Government announces huge Obamacare premium rises for 2017
By Kate Randall 26 October 2016
Open enrollment for the Affordable Care Act (ACA), commonly known as Obamacare, begins November 1, just a week before Election Day. US officials announced Monday that in 2017 insurers will hike the premiums for many health plans sold on ACA exchanges by an average of 25 percent.
The projected premium increases are of concern not only to those shopping for insurance coverage under Obamacare. They are part of a sea change in the US health care system, in which corporations and the government are increasingly burdening working families with rising health care costs while simultaneously working to ration care for the vast majority of Americans.
In a call with reporters on Monday, the Department of Health and Human Services (HHS) confirmed the 25 percent average price hike for the second cheapest (“silver”) plans, which are used as the benchmark to determine government subsidies. The dramatic increase compares to an average 7.5 percent premium hike in 2016 and a 2 percent rise in 2015. Average monthly increases are estimated at anywhere from $50 to $300.
In addition to the ACA premium hikes, HHS announced that more than one in five consumers using the HealthCare.gov site would have only one insurer to choose from in 2017. This is mainly the result of the pullout of insurance giants UnitedHealthcare, Humana and Aetna from the ACA marketplace over the past year. The average number of insurance carriers available per US county in 2017 is projected at 2.9, down from 5.7 in 2016.
The premium hikes and dwindling plan choices are a direct function of Obamacare’s subordination to the multibillion-dollar private insurance industry. Under the ACA’s so-called individual mandate, individuals and families without insurance through their employer or a government-run program such as Medicare or Medicaid must purchase insurance or pay a tax penalty. Those who go without insurance next year could face tax penalties of $700 a person or more.
Rising premiums and huge deductibles are only part of the Obamacare story. Earlier this month, the New York Times ran a front-page lead article with the headline, “Next President Likely to Shape Health Law Fate: Changes Seen as Needed.” The article was a semi-official announcement that major changes would be imposed after the November 8 election, regardless of the outcome of the presidential race, to bolster the profits of insurance companies participating in the program.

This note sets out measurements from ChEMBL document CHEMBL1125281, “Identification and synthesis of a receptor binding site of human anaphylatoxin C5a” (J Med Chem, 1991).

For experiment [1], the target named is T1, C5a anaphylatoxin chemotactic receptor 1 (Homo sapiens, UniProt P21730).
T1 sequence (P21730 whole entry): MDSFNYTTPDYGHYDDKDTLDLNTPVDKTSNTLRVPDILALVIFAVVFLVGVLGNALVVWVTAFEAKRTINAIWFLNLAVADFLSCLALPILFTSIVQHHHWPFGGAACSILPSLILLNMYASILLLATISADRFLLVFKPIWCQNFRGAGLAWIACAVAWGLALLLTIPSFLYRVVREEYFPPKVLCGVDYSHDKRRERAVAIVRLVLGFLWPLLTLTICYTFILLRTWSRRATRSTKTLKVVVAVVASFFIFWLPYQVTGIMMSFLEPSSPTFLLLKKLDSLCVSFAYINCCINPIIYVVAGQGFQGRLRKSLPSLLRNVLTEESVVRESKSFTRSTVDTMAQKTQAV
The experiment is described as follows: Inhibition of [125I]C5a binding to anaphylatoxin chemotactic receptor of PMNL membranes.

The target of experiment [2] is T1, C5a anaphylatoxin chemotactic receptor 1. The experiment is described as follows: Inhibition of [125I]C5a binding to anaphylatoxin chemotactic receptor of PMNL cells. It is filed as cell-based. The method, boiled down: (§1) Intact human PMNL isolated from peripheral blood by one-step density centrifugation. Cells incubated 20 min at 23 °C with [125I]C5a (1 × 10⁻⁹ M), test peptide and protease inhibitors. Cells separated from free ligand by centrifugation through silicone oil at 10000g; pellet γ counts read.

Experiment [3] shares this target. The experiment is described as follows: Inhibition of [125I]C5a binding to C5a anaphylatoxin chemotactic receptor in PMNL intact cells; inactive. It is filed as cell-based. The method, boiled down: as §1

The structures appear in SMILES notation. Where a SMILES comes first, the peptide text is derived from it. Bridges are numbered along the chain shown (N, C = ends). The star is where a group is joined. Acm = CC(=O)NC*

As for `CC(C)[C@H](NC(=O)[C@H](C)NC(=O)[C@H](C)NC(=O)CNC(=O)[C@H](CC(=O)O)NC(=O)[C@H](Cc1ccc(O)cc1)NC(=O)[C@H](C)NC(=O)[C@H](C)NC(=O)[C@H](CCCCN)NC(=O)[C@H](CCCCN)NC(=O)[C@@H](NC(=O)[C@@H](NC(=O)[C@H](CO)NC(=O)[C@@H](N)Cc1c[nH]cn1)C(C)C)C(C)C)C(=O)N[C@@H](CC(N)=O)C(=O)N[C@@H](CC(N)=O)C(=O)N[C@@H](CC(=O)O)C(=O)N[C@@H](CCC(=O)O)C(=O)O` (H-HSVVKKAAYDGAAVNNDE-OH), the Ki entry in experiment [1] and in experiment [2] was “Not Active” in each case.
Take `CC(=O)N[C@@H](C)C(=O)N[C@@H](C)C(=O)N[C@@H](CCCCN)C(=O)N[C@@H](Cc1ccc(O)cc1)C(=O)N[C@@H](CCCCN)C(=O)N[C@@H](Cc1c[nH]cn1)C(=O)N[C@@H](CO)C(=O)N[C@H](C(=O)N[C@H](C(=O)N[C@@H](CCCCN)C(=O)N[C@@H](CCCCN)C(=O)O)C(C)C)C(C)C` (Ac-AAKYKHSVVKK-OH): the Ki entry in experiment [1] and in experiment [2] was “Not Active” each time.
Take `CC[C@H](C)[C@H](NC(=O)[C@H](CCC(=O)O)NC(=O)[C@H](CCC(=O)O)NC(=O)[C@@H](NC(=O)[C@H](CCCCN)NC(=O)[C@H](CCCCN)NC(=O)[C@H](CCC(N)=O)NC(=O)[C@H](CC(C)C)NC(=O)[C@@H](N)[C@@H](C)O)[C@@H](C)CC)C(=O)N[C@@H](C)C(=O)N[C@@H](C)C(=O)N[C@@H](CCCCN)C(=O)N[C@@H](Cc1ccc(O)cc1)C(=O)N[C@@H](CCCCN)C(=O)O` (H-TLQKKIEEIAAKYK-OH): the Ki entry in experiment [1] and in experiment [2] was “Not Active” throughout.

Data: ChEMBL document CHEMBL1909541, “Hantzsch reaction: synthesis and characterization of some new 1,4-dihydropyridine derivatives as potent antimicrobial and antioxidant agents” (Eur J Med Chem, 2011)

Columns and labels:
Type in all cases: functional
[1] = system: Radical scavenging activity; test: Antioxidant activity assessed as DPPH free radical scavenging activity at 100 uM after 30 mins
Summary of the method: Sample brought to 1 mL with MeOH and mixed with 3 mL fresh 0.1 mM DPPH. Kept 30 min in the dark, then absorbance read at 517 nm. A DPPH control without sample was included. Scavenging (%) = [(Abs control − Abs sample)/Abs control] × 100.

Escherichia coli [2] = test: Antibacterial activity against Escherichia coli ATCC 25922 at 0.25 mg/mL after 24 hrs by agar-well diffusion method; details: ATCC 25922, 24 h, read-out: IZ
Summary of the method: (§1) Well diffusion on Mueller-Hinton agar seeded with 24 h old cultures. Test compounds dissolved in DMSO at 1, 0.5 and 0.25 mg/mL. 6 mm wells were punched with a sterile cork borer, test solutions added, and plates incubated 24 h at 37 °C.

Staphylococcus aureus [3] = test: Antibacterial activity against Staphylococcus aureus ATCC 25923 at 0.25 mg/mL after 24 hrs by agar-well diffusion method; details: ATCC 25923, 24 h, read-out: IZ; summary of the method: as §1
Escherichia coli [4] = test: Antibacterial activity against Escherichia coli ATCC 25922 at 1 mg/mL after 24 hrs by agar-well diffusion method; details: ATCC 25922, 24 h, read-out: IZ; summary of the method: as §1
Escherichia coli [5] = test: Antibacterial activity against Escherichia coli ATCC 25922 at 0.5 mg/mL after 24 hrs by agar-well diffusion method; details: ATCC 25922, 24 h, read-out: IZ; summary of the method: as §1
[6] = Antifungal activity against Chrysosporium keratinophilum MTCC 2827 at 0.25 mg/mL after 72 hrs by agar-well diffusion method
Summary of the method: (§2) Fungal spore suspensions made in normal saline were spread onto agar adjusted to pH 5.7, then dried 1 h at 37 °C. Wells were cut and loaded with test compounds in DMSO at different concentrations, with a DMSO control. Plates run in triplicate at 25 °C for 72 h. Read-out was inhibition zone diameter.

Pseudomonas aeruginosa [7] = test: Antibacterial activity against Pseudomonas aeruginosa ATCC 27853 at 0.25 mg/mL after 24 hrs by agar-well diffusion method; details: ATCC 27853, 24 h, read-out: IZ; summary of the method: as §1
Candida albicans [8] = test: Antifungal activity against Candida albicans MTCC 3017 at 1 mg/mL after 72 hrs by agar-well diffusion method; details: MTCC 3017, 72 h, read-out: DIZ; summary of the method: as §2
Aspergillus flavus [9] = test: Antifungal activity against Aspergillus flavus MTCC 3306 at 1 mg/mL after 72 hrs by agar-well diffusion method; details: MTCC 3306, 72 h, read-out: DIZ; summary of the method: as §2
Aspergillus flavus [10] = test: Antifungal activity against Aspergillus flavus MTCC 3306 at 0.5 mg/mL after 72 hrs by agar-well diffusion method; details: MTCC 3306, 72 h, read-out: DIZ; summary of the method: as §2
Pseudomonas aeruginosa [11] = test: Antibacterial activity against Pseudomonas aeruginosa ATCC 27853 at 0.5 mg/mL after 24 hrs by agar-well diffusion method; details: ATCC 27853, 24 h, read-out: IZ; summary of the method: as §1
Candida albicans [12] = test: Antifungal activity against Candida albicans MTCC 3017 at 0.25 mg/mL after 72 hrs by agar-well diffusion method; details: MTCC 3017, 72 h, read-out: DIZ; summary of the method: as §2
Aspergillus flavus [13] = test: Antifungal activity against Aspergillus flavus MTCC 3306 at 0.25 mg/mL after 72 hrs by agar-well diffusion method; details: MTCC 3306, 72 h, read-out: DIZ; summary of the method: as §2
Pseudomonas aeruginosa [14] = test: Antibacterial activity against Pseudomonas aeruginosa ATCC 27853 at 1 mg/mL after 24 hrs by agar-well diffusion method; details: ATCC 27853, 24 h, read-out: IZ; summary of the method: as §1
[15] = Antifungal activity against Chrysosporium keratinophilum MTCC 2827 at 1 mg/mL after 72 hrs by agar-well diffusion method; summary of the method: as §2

Among the changes under consideration, according to the Times, are increasing taxpayer subsidies to insurance firms for “high-cost enrollees,” increasing tax penalties on individuals and families for not buying insurance, and curbing “abuse” of special enrollment periods by people who sign up for coverage after becoming sick.
The failure of Obamacare to attract a sufficient number of younger, healthier customers has resulted in a pool of less healthy enrollees who are more costly to insure. The private insurers, unwilling to accept any encroachment on their profits, have responded by requesting and receiving premium increases of 25 to 50 percent or more from state insurance commissions, or by pulling out of the ACA marketplace altogether.
HHS officials argue that consumers shopping on HealthCare.gov for 2017 should be able to find plans comparable in price to last year. But in general these are the least expensive “bronze” plans that come with deductibles in excess of $5,000 for an individual and other high out-of-pocket costs. In a further effort to cut costs, insurers are also offering an increasing number of plans with narrow networks of doctors and hospitals, as well as limited prescription drug coverage.
The Obama administration says that about 8 in 10 of the expected 11.4 million Obamacare enrollees in 2017 will qualify for government subsidies. The ACA exchanges have enrolled more than 80 percent of those with incomes below 150 percent of the (absurdly low) federal poverty level who are potentially eligible for subsidies. But another 5 to 7 million people who buy insurance on their own do not receive federal subsidies.
According to Avalere, a health policy consulting company, only about 17 percent of potential ACA customers with incomes from three to four times the poverty level ($35,640 to $47,520 for an individual) have enrolled. For many people in this income bracket and above—who are between jobs, self-employed, or retired but not yet eligible for Medicare—ACA insurance is unaffordable, with or without subsidies.
Using the estimator on HealthCare.gov for 2017 plans in Maricopa County, Arizona, a couple in their early 40s with two children under age 19 and a household income of $60,000 would receive a $1,451 monthly subsidy for the least expensive silver plan, bringing their estimated premium down to $313 a month. However, with a $10,500 annual family deductible and other out-of-pocket costs, estimated yearly costs would be $14,305, or nearly one-quarter of their household income.